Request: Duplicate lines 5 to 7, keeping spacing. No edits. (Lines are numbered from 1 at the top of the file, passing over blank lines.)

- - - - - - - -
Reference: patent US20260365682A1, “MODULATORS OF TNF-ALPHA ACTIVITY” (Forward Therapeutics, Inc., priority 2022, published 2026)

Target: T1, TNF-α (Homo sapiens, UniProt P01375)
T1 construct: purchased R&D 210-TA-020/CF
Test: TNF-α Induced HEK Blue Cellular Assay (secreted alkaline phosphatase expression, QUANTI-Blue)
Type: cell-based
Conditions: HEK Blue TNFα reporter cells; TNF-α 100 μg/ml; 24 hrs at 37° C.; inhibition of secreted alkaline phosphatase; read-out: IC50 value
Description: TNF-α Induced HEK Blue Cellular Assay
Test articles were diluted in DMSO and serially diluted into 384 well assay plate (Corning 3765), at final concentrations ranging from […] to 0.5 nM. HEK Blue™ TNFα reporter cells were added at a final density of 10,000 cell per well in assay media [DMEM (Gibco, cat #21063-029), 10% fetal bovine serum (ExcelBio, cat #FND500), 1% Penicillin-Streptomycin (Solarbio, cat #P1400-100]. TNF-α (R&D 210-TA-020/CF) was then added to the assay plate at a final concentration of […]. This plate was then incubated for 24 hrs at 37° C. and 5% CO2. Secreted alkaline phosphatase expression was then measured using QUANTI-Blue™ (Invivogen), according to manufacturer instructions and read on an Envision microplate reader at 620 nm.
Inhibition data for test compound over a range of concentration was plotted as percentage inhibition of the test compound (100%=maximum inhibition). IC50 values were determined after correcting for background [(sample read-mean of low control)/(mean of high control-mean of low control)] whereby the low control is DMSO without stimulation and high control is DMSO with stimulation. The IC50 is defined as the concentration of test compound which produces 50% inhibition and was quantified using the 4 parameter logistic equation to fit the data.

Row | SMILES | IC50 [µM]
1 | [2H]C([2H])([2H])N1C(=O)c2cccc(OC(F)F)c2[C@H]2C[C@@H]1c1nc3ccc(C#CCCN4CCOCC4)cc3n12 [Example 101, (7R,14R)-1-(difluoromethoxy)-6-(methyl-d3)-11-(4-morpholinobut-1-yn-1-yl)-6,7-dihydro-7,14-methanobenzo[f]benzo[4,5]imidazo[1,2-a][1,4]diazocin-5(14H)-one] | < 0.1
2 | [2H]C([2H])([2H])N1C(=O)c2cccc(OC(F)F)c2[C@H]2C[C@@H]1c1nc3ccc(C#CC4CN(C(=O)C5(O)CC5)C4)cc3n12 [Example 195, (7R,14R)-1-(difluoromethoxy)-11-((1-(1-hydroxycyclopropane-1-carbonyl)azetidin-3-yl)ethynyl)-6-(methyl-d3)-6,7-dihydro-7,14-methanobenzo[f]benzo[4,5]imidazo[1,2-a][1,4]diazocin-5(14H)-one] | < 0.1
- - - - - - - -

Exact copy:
Type: cell-based
Conditions: HEK Blue TNFα reporter cells; TNF-α 100 μg/ml; 24 hrs at 37° C.; inhibition of secreted alkaline phosphatase; read-out: IC50 value
Description: TNF-α Induced HEK Blue Cellular Assay